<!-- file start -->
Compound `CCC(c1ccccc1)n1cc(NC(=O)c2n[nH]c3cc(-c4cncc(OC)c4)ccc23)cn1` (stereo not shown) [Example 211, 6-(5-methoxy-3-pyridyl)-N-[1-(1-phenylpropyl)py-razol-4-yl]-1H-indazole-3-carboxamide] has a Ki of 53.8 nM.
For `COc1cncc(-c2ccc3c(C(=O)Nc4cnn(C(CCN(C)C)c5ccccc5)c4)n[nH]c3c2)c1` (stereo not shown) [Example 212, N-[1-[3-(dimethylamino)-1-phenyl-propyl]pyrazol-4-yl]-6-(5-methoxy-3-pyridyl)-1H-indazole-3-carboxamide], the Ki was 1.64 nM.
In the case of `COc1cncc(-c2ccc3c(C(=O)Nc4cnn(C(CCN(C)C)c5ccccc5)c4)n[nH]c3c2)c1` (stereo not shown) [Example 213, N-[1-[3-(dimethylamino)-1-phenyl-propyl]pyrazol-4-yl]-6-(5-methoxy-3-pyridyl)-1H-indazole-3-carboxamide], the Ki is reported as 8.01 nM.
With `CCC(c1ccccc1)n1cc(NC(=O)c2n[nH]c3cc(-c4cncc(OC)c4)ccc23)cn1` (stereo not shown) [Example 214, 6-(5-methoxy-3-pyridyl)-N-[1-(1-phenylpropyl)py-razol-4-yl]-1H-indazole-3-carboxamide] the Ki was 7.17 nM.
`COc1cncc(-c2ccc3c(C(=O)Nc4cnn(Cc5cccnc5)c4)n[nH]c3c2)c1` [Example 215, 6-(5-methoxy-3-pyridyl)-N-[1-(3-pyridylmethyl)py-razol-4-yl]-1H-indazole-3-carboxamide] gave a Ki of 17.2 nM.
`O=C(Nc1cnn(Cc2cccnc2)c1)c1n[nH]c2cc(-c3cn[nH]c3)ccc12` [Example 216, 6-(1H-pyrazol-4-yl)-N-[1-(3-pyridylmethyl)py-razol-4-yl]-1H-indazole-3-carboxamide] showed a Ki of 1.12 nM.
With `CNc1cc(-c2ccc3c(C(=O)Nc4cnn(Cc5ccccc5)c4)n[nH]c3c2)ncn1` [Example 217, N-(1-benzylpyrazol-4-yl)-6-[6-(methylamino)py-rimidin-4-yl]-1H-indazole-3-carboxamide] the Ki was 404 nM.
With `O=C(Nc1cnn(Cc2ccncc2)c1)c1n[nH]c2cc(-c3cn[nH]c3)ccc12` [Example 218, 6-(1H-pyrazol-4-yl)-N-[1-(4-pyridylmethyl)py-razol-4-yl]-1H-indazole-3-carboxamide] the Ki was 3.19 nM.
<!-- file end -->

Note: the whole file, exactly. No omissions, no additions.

Compound `CCC(c1ccccc1)n1cc(NC(=O)c2n[nH]c3cc(-c4cncc(OC)c4)ccc23)cn1` (stereo not shown) [Example 211, 6-(5-methoxy-3-pyridyl)-N-[1-(1-phenylpropyl)py-razol-4-yl]-1H-indazole-3-carboxamide] has a Ki of 53.8 nM.
For `COc1cncc(-c2ccc3c(C(=O)Nc4cnn(C(CCN(C)C)c5ccccc5)c4)n[nH]c3c2)c1` (stereo not shown) [Example 212, N-[1-[3-(dimethylamino)-1-phenyl-propyl]pyrazol-4-yl]-6-(5-methoxy-3-pyridyl)-1H-indazole-3-carboxamide], the Ki was 1.64 nM.
In the case of `COc1cncc(-c2ccc3c(C(=O)Nc4cnn(C(CCN(C)C)c5ccccc5)c4)n[nH]c3c2)c1` (stereo not shown) [Example 213, N-[1-[3-(dimethylamino)-1-phenyl-propyl]pyrazol-4-yl]-6-(5-methoxy-3-pyridyl)-1H-indazole-3-carboxamide], the Ki is reported as 8.01 nM.
With `CCC(c1ccccc1)n1cc(NC(=O)c2n[nH]c3cc(-c4cncc(OC)c4)ccc23)cn1` (stereo not shown) [Example 214, 6-(5-methoxy-3-pyridyl)-N-[1-(1-phenylpropyl)py-razol-4-yl]-1H-indazole-3-carboxamide] the Ki was 7.17 nM.
`COc1cncc(-c2ccc3c(C(=O)Nc4cnn(Cc5cccnc5)c4)n[nH]c3c2)c1` [Example 215, 6-(5-methoxy-3-pyridyl)-N-[1-(3-pyridylmethyl)py-razol-4-yl]-1H-indazole-3-carboxamide] gave a Ki of 17.2 nM.
`O=C(Nc1cnn(Cc2cccnc2)c1)c1n[nH]c2cc(-c3cn[nH]c3)ccc12` [Example 216, 6-(1H-pyrazol-4-yl)-N-[1-(3-pyridylmethyl)py-razol-4-yl]-1H-indazole-3-carboxamide] showed a Ki of 1.12 nM.
With `CNc1cc(-c2ccc3c(C(=O)Nc4cnn(Cc5ccccc5)c4)n[nH]c3c2)ncn1` [Example 217, N-(1-benzylpyrazol-4-yl)-6-[6-(methylamino)py-rimidin-4-yl]-1H-indazole-3-carboxamide] the Ki was 404 nM.
With `O=C(Nc1cnn(Cc2ccncc2)c1)c1n[nH]c2cc(-c3cn[nH]c3)ccc12` [Example 218, 6-(1H-pyrazol-4-yl)-N-[1-(4-pyridylmethyl)py-razol-4-yl]-1H-indazole-3-carboxamide] the Ki was 3.19 nM.